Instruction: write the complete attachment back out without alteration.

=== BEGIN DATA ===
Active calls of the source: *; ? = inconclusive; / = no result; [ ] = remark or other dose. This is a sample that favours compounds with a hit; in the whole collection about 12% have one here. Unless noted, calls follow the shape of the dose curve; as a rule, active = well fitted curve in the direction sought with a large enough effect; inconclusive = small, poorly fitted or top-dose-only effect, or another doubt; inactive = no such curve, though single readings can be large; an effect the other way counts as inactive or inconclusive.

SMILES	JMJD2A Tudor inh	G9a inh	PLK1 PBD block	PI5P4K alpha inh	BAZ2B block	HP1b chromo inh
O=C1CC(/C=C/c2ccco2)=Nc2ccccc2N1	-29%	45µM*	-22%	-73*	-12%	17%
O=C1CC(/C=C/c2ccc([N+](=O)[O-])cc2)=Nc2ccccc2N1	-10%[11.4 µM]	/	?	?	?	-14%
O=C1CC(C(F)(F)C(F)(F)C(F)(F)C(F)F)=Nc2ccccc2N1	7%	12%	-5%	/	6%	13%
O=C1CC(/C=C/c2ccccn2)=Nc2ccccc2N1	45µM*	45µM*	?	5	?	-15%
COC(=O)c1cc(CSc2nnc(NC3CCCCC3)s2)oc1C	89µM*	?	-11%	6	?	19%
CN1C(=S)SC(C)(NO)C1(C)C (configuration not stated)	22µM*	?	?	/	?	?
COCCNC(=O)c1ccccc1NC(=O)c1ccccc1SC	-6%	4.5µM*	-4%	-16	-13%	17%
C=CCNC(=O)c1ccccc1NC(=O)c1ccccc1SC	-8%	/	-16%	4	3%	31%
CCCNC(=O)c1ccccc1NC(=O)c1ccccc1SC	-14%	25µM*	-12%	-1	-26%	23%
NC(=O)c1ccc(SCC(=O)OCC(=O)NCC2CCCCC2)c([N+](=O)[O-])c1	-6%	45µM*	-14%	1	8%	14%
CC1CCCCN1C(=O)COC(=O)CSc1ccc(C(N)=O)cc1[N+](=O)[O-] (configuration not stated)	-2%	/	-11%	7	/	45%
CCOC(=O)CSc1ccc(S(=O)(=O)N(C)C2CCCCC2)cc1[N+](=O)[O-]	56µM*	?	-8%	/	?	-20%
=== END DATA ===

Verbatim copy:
Active calls of the source: *; ? = inconclusive; / = no result; [ ] = remark or other dose. This is a sample that favours compounds with a hit; in the whole collection about 12% have one here. Unless noted, calls follow the shape of the dose curve; as a rule, active = well fitted curve in the direction sought with a large enough effect; inconclusive = small, poorly fitted or top-dose-only effect, or another doubt; inactive = no such curve, though single readings can be large; an effect the other way counts as inactive or inconclusive.

SMILES	JMJD2A Tudor inh	G9a inh	PLK1 PBD block	PI5P4K alpha inh	BAZ2B block	HP1b chromo inh
O=C1CC(/C=C/c2ccco2)=Nc2ccccc2N1	-29%	45µM*	-22%	-73*	-12%	17%
O=C1CC(/C=C/c2ccc([N+](=O)[O-])cc2)=Nc2ccccc2N1	-10%[11.4 µM]	/	?	?	?	-14%
O=C1CC(C(F)(F)C(F)(F)C(F)(F)C(F)F)=Nc2ccccc2N1	7%	12%	-5%	/	6%	13%
O=C1CC(/C=C/c2ccccn2)=Nc2ccccc2N1	45µM*	45µM*	?	5	?	-15%
COC(=O)c1cc(CSc2nnc(NC3CCCCC3)s2)oc1C	89µM*	?	-11%	6	?	19%
CN1C(=S)SC(C)(NO)C1(C)C (configuration not stated)	22µM*	?	?	/	?	?
COCCNC(=O)c1ccccc1NC(=O)c1ccccc1SC	-6%	4.5µM*	-4%	-16	-13%	17%
C=CCNC(=O)c1ccccc1NC(=O)c1ccccc1SC	-8%	/	-16%	4	3%	31%
CCCNC(=O)c1ccccc1NC(=O)c1ccccc1SC	-14%	25µM*	-12%	-1	-26%	23%
NC(=O)c1ccc(SCC(=O)OCC(=O)NCC2CCCCC2)c([N+](=O)[O-])c1	-6%	45µM*	-14%	1	8%	14%
CC1CCCCN1C(=O)COC(=O)CSc1ccc(C(N)=O)cc1[N+](=O)[O-] (configuration not stated)	-2%	/	-11%	7	/	45%
CCOC(=O)CSc1ccc(S(=O)(=O)N(C)C2CCCCC2)cc1[N+](=O)[O-]	56µM*	?	-8%	/	?	-20%